Equality Impact Assessment

Overview:

Assessment Name: LD Transformation Programme
Department: Adult Services Date Created: 16/02/2011 14:07:37
Lead Author: Elizabeth Murray Lead ID: sshqmhlz
Additional Authors (if applicable): Elizabeth Murray
Gareth Fairall
Alison Froude
Jessica Hutchinson
 
Aims and Objectives: A new Learning Disability Strategy for Hampshire (2009-11) entitled “Ordinary People Leading Ordinary Lives” was approved in February 2010. This strategy came out as a result of the ‘Ordinary People Leading Ordinary Lives’ consultation in 2008 and also the Valuing People Now report.

Valuing People Now states that we need to move away from the concept of day services and consider how people spend their time in a way that meets their own wishes and needs.

The majority of current LD services consist of traditional building based residential and day services. Domiciliary care services provided to service users in their own home consists of approximately one third of the Hampshire LD population accessing services. The traditional model of care is being recognised as more “institutionalised” care creating a culture of dependence on local authority care services, rather than supporting people to be independent.

HCC currently owns and runs 9 residential homes providing residential/respite care for adults with a LD. The 9 homes provide 99 bed spaces, inc 51 respite beds, 13 assessment beds and 34 long stay beds. During 2008/9, approximately 430 people accessed respite for an average of 28 nights per annum. Based on the strategic needs assessment, 38% of people who receive a funded service from HCC adult services use in-house respite.

A number of the building based residential and day care services are aged and considered no longer fit for purpose. Feedback from consultations with service users illustrates that many individuals would welcome access to mainstream service, especially in terms of social opportunities. In addition there is anecdotal evidence that increasingly younger people with learning disabilities choose not to use traditional day care services.

To address the requirements within the LD Strategy an LD Transformation programme has been established.

Main Activities: -To re-provide residential services, splitting into three separate services long stay , respite and crisis . Different services will be provided based on need.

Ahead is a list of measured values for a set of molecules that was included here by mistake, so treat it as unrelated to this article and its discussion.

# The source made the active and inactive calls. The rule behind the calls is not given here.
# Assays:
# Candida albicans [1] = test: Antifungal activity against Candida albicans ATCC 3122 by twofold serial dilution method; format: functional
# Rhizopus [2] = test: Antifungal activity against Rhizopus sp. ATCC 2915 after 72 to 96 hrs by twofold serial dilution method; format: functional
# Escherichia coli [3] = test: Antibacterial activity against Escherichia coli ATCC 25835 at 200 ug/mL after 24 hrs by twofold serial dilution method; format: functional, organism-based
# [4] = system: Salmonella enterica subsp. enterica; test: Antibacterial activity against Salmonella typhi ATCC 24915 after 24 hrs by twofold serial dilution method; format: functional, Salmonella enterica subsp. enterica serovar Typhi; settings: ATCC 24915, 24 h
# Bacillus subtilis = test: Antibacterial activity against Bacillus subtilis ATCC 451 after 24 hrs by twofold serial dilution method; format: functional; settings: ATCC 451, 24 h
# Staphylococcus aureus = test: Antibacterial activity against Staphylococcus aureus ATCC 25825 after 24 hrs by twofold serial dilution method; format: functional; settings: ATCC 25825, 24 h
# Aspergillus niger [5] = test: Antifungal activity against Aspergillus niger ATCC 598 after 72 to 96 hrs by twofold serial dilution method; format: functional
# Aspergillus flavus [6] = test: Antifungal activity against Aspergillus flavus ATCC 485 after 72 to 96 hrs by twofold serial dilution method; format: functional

- To re-provide day activities based in the community with keystone buildings and local community link day services based in the community .

Who's intended to benefit: People with learning disabilities, carers

Summary of Report:

Summary of Main Findings: Young people say that current services do not meet their needs and are too institutional.

The proposed new services are moving away from a 'one-size fits-all' approach to a range of person-centred day opportunities that are meaningful for the individual. Services will be offered for people with complex needs and for more able people with a learning disability, whatever their age, race, gender, disability, faith, socio-economic background or where they live.

Age:

What do you know about the breakdown of people who use your services compared to the community profile: Day

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Service User Age Groupings

18-30 154 19%

30-50 412 50%

50-64 222 27%

65+ 31 4%

Young people predominantly do not currently use our day services

Residential Services

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18-30 7 17%

30-50 22 52%

51-64 13 31%

65+ 0 0%

• Only 23% of 18-20 year old use day care compared to 58% of 41-50 year old

• 26% of 18-20 year old have opted for direct payment compared to 4% for 41-50 and 2% for 51-64

• There is local evidence of middle aged people with learning disability living with increasingly older carers resulting in greater reliance on day care solutions as a form of respite.

Staff

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The age group of staff working in both day and residential reflects the general age profile for HCC.

Will some people be unable to use or benefit from the service: Day Services

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Young people say that current services do not meet their needs and are too institutional.

The proposed new services are moving away from a 'one-size fits-all' approach to a range of person-centred day opportunities that are meaningful for the individual. Services will be offered for people with complex needs and for more able people with a learning disability, whatever their age. Young people will benefit from the proposed service changes as well as older people.

• Older carers and service users might find it difficult to accept new concepts (such as independence) and adapt to change: this might cause upset and worries in the short/medium term.